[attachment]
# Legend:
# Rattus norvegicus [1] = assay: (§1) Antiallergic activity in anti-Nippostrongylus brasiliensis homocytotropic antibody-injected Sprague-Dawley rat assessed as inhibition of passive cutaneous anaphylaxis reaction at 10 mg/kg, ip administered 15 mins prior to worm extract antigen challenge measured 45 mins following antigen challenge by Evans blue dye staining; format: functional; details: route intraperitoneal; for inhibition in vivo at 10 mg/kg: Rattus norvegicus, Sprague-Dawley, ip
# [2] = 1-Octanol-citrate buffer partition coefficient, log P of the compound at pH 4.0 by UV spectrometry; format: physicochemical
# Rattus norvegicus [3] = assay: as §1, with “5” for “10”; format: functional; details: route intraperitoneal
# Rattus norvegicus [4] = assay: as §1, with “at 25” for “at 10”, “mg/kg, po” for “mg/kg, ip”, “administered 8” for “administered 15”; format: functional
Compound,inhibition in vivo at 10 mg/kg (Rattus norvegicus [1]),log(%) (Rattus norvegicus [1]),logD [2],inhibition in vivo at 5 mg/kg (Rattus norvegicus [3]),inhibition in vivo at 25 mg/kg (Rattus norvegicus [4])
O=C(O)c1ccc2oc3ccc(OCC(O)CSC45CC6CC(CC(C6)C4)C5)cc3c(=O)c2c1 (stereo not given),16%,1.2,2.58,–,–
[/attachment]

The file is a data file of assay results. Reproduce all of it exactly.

# Legend:
# Rattus norvegicus [1] = assay: (§1) Antiallergic activity in anti-Nippostrongylus brasiliensis homocytotropic antibody-injected Sprague-Dawley rat assessed as inhibition of passive cutaneous anaphylaxis reaction at 10 mg/kg, ip administered 15 mins prior to worm extract antigen challenge measured 45 mins following antigen challenge by Evans blue dye staining; format: functional; details: route intraperitoneal; for inhibition in vivo at 10 mg/kg: Rattus norvegicus, Sprague-Dawley, ip
# [2] = 1-Octanol-citrate buffer partition coefficient, log P of the compound at pH 4.0 by UV spectrometry; format: physicochemical
# Rattus norvegicus [3] = assay: as §1, with “5” for “10”; format: functional; details: route intraperitoneal
# Rattus norvegicus [4] = assay: as §1, with “at 25” for “at 10”, “mg/kg, po” for “mg/kg, ip”, “administered 8” for “administered 15”; format: functional
Compound,inhibition in vivo at 10 mg/kg (Rattus norvegicus [1]),log(%) (Rattus norvegicus [1]),logD [2],inhibition in vivo at 5 mg/kg (Rattus norvegicus [3]),inhibition in vivo at 25 mg/kg (Rattus norvegicus [4])
O=C(O)c1ccc2oc3ccc(OCC(O)CSC45CC6CC(CC(C6)C4)C5)cc3c(=O)c2c1 (stereo not given),16%,1.2,2.58,–,–